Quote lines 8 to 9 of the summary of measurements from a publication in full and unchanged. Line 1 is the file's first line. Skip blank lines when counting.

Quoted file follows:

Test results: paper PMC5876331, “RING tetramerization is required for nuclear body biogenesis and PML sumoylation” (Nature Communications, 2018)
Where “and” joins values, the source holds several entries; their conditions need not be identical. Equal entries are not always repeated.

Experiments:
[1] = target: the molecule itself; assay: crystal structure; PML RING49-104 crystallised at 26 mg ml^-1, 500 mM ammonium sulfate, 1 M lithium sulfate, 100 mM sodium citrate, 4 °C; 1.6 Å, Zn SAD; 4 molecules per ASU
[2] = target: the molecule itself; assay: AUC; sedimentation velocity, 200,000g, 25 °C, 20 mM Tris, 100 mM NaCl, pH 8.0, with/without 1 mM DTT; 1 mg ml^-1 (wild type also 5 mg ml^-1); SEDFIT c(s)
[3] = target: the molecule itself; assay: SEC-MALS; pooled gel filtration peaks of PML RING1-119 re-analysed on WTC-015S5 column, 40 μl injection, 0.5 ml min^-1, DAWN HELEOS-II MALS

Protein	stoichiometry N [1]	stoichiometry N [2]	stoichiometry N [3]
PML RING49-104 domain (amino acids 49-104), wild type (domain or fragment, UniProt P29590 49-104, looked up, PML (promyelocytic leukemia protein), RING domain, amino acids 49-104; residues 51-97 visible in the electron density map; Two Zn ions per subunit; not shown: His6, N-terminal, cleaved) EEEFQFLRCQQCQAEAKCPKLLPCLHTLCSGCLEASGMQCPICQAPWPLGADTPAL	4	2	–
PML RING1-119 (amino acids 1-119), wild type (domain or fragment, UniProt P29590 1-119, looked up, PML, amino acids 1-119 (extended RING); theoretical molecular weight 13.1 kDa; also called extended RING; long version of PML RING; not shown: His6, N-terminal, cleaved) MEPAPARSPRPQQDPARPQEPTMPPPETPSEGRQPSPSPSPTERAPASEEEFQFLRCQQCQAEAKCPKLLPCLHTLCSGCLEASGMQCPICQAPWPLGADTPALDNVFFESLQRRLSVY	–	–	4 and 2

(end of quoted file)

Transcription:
PML RING49-104 domain (amino acids 49-104), wild type (domain or fragment, UniProt P29590 49-104, looked up, PML (promyelocytic leukemia protein), RING domain, amino acids 49-104; residues 51-97 visible in the electron density map; Two Zn ions per subunit; not shown: His6, N-terminal, cleaved) EEEFQFLRCQQCQAEAKCPKLLPCLHTLCSGCLEASGMQCPICQAPWPLGADTPAL	4	2	–
PML RING1-119 (amino acids 1-119), wild type (domain or fragment, UniProt P29590 1-119, looked up, PML, amino acids 1-119 (extended RING); theoretical molecular weight 13.1 kDa; also called extended RING; long version of PML RING; not shown: His6, N-terminal, cleaved) MEPAPARSPRPQQDPARPQEPTMPPPETPSEGRQPSPSPSPTERAPASEEEFQFLRCQQCQAEAKCPKLLPCLHTLCSGCLEASGMQCPICQAPWPLGADTPALDNVFFESLQRRLSVY	–	–	4 and 2